Movie Assessment The Starling Magazine – Ratingperson


Iwant to like “The Starling.” I truly do. But it’s now not making it easy for me.

It’s a film piled excessive with sentimentality, overtopped with cloying emotion, like a nacho platter with limitless toppings and no seen chips. Yet it is also a movie that recognizes and respects the problems of mental health and grief; where maximum films approximately such topics treat intellectual contamination like another narrative impediment, “The Starling” recognizes how deep and difficult such subjects are.

That makes me need to adore it. I also like the earnest solid, led by way of Melissa McCarthy with Kevin Kline and Chris O’Dowd; the three likable stars provide a trio of tearjerking performances.

On the alternative hand, the significant man or woman is an unconvincing CGI hen — an harmless virtual avian supposed to face in for a half-dozen metaphors.

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That titular bird makes it very, very tough to like t his film.

McCarthy and Kline play grieving couple Lilly and Jack Maynard. Their infant died of Sudden Infant Death Syndrome a 12 months prior; Lilly is barely hanging on to her job at a grocery store while Jack is staying at a mental-health facility. Group classes make it clean that nor is making any progress, so Lilly is directed to a therapist, Larry (Kline).

There’s been a mixture-up; Larry switched careers and became a veterinarian years ago. (Nominally, this movie is a comedy — I think.) Still, he enables Lilly, under the guise of supporting her with a chook hassle: a territorial starling is stopping her from fixing up her lawn, one of the film’s extensive visual representations of inner/external struggle.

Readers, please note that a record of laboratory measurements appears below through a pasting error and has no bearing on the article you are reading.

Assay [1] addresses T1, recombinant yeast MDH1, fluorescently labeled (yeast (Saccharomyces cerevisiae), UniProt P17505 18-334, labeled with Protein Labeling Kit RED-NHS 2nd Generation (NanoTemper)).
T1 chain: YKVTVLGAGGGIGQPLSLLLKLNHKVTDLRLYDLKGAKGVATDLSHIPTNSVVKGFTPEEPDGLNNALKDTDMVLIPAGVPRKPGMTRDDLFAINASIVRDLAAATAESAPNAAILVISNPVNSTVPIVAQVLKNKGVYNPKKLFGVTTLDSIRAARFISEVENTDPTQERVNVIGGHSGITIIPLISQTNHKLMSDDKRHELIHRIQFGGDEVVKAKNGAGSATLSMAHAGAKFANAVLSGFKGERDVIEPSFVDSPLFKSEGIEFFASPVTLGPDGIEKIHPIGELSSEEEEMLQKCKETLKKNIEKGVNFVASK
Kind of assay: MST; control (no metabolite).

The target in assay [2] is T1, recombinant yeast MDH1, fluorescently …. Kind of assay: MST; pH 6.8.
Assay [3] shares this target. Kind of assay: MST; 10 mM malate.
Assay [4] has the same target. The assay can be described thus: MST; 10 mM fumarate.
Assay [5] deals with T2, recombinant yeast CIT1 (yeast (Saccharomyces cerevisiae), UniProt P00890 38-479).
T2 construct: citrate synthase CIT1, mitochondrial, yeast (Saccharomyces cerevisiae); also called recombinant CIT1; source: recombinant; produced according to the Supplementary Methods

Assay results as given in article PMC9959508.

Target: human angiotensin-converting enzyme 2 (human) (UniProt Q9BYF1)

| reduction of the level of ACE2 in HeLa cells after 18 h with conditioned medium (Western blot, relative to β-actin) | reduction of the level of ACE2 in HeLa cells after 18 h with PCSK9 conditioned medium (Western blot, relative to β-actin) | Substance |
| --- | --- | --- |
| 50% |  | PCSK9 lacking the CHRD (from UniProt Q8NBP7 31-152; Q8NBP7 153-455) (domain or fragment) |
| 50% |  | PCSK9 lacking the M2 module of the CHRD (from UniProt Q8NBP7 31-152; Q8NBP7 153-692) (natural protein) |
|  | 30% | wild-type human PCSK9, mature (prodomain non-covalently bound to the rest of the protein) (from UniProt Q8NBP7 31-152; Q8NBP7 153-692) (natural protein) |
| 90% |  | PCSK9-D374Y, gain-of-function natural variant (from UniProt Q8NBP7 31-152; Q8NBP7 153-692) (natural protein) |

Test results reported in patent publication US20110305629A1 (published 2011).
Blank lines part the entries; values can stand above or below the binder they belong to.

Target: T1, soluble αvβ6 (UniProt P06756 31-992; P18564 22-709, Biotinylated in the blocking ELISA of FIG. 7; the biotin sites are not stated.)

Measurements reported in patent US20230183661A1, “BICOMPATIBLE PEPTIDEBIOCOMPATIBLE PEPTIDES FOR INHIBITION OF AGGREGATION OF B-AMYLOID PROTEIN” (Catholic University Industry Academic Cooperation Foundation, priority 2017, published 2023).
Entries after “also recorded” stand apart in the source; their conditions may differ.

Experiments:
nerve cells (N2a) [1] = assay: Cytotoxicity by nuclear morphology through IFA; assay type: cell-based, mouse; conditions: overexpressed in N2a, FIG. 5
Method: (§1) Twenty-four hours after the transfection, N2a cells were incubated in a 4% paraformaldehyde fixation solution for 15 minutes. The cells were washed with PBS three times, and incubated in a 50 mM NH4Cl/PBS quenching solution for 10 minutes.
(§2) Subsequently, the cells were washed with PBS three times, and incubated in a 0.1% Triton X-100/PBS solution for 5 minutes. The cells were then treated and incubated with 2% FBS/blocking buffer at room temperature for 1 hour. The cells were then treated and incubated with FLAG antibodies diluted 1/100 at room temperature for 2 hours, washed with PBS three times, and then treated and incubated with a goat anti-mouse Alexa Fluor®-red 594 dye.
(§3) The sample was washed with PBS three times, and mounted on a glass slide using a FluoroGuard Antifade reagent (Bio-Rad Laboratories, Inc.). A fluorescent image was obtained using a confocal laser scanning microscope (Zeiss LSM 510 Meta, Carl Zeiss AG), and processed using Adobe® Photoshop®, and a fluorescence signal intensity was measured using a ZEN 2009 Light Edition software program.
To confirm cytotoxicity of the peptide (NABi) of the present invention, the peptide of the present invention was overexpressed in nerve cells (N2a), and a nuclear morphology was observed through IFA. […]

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In gripping scenes of tentative honesty — Lilly slowly confessing her anger to Larry, Jack acknowledging his lack of wish to his doctors — “The Starling” is the film it wants to be, an sincere, gallows-humor look at despair and loss. Writer Matt Harris (who’s typically an government manufacturer on pseudo-reality shows inclusive of “Ridiculousness,” of all things), is aware of what he’s trying to mention, and there’s price in it.

Unfortunately, he doesn’t have the restraint to say anything with subtlety or grace, instead underlining and restating his arguments at any given point. In one in particular grim second, Larry explains exactly how the identify chook serves as a metaphor for Lilly’s damaged own family.

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Really: Poor Kevin Kline, who we actually need to see more frequently and in higher instances, is pressured to patiently give an explanation for the point of the film.

Lilly tries to reduce the blatant moment: “Real diffused stuff, Larry.” This acknowledgement does now not help.

So: Does it simply slightly feature, or does “The Starling” fall apart beneath the weight of its personal heavy hand? It’s right on the line for me.


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